Travel to the land of avocado, Michoacan

Silvia Alegria

Exploring Michoacan means to explore culture and gastronomy.

This ideal family destination takes you on a colonial and agricultural venture where the avocado is the axis of it all. A trip through evolution, a land where the fruit with a peculiar texture ended up becoming a millionaire culture, the second most prominent activity of a country eager to stop immigration to the northern capitalistic region. “Less leave throughout the years”, explains Deborah, a tireless tourist guide from Morelia, capital of Michoacan. “We have plenty of employment and things are not what they use to be in the United States, hence more reasons to stay”.

After only a few days, Deborah’s explanation makes sense. Mexico has life in each and every single one of its corners, the news ones and the not so new, in towns where one can guess the pride from labor and its products, specially the one marked by the green gold.

Its modern roads take the lead during the first hours of the trip on its way to Uruapan, industrial center of one of the biggest avocado processors in the world.
Cesar, an agricultural worker, is the one in charge of picking the product from the land. One by one they fall from the tree, ready to reach the coasts of Japan and United States.

Those which land on reddish and volcanic ground and do not qualify with the United States’ strict requirements, are kept in Mexico. “Truthfully they are in great condition, it is simply a market regulation”, says Carlos Gemel, proud owner of Agua Blanca, one of the biggest avocado’ orchards in the country.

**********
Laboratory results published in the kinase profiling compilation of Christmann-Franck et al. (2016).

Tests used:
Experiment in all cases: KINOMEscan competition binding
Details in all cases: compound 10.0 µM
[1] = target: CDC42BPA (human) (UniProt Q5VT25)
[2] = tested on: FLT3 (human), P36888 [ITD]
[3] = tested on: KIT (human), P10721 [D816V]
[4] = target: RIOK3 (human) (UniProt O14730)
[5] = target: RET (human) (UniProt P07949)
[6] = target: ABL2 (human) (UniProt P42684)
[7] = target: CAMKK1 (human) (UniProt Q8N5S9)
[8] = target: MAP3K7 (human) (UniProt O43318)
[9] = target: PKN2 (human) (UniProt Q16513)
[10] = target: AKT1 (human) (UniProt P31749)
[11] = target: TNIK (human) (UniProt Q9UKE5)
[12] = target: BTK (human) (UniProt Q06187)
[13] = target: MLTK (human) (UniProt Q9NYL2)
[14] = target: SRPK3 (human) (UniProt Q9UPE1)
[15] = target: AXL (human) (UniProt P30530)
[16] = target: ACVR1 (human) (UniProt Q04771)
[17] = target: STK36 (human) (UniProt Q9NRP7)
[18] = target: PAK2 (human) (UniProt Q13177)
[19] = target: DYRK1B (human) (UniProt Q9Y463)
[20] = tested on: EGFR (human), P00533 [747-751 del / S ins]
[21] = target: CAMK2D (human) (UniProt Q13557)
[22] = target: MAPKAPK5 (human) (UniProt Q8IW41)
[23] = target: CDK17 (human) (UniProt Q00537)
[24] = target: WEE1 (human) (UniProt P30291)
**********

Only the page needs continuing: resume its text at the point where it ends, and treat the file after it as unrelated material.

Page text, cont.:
The best is being able to find all kinds of dishes accompanied with avocado in any restaurant of any zone such as tuna and avocado tartar, salmon with avocado and caviar, kebabs with avocado sauce, avocado créme brulée, avocado martini and avocado honey.

This glorious honey from Michoacan, just like any other product involving avocado, is sold at nearby towns as well as other parts in the world. This is why the avocado industry produces around 800 million dollars per year.

Towns such as Morelia, Patzcuaro and Santa Fe are on the benefactor list with it comes to avocado profit.


Silvia Alegria

Author Silvia Alegria

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